Full-text · Article · Jun 2014 · IEEE Journal of Biomedical and Health Informatics
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    • "The most popular methods according to [10] are based on the polynomial based correction method [11] and neural networks transformation [12]. However, a very limited number of studies used color correction for hysteroscopy or labaroscopy imaging [6]. "
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    ABSTRACT: The aim of this study was to investigate the reliability of two hysteroscopy cameras, the Circon IP 4 and Karl Storz HD, in relation to white balance, camera response over time, and color correction. Experimental results, show that for both the Circon and Karl Storz cameras: (i) for white balancing, either guaze, or white sheet, or the white color cheker can be used, (ii) white balance can be carried out at any distance between 0.5 to 3.0 cm, (iii) white balance can be carried out at 1cm and at any angle between 0 to 45 degrees, (iv) there was no camera color variation over both short (60 min) and long (4 weeks) time intervalls, and (v) color correction algorithm 2 gave better results. Most imortantantly, there was no significant difference between the MSE of the Circon and Storz cameras. The above results will be incorporated in a standardized protocol for texture feature analysis of endoscopic imaging for gyneacological cancer developed by our group, and will enable multi-center quantitative analysis (constrained by the use of the two cameras investigated). KeywordsEndoscopy imaging-laparoscopy imaging-hysteroscopy imaging-white balance-gamma correction algorithm-color systems-CCD medical camera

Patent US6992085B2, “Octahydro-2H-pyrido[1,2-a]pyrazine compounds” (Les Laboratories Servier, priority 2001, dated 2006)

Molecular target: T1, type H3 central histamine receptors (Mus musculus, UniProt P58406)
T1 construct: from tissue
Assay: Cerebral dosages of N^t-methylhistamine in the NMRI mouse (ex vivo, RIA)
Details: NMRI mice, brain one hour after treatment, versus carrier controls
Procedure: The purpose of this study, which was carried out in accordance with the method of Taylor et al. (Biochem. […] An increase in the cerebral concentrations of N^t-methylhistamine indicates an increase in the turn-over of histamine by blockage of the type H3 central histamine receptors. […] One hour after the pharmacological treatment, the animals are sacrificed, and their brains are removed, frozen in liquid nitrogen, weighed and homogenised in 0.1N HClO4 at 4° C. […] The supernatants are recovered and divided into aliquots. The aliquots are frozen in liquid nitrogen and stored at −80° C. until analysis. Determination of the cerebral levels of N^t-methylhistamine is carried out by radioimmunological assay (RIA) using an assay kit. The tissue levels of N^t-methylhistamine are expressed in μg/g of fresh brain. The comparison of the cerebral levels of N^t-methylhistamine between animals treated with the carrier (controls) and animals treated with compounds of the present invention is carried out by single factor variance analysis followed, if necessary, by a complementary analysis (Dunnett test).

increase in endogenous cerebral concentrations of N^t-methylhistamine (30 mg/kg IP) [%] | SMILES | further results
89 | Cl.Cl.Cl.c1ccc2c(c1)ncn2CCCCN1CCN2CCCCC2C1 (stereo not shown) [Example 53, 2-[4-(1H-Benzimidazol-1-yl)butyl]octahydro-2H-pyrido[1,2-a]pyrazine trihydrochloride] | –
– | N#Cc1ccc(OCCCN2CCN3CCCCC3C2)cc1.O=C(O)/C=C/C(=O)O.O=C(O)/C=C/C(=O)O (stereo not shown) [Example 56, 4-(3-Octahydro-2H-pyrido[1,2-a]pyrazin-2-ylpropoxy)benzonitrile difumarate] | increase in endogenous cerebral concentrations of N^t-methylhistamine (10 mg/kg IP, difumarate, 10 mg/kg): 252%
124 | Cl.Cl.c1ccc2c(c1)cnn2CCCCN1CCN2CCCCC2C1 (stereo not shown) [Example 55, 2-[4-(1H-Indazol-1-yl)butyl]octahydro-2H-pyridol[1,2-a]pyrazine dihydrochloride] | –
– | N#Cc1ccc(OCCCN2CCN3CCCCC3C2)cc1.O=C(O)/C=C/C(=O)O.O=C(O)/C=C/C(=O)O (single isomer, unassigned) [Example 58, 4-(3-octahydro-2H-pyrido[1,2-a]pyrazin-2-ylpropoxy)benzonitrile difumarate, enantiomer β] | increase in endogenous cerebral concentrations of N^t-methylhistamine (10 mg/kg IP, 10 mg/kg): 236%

Full-text · Conference Paper · Jan 2010
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    • "ROIs of 64x64 pixels were manually cropped and classified into two categories: (i) normal ROIs (N=202) and (ii) abnormal ROIs (N=202) based on the physician's subjective criteria and the histopathological examination (see Fig. 1). All images were color corrected for camera sensor variations based on an extended gamma algorithm [2]. Furthermore, all ROIs were transformed to grey scale, HSV, and YCrCb. "
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    ABSTRACT: The objective of this study was to develop a CAD system for the classification of hysteroscopy images of the endometrium (with suspicious areas of cancer), based on two data mining procedures, the C4.5 and the Hybrid Decision Tree (HDT) algorithms. Twenty-six texture features were extracted from three texture features algorithms: (i) Statistical Features (SF), (ii) Spatial Gray Level Dependence Matrices (SGLDM), and (iii) Gray level difference statistics (GLDS). A total of 404 ROIs of the endometrium in RGB system format were recorded (202 normal and 202 abnormal) from 40 subjects. Images were gamma corrected and converted to grey scale, and the HSV and YCrCb systems. Results show that abnormal ROIs had lower grey scale median and homogeneity values, and higher entropy and contrast values when compared to the normal ROIs. The maximum average correct classifications score was 72,2% and was achieved using the HDT algorithm using 26 texture features, for the Y channel. Similar performance was achieved with both the HDT and the C4.5 algorithms when trained with the YCrCb texture features. Although similar performance to these models was also achieved when using the SVM and PNN models, the decision tree algorithms investigated, facilitated also the rule extraction, and their use for classification. These models can help the physician especially in the assessment of difficult cases of gynaecological cancer. However, more cases have to be collected and analysed before the proposed CAD system can be exploited in clinical practise.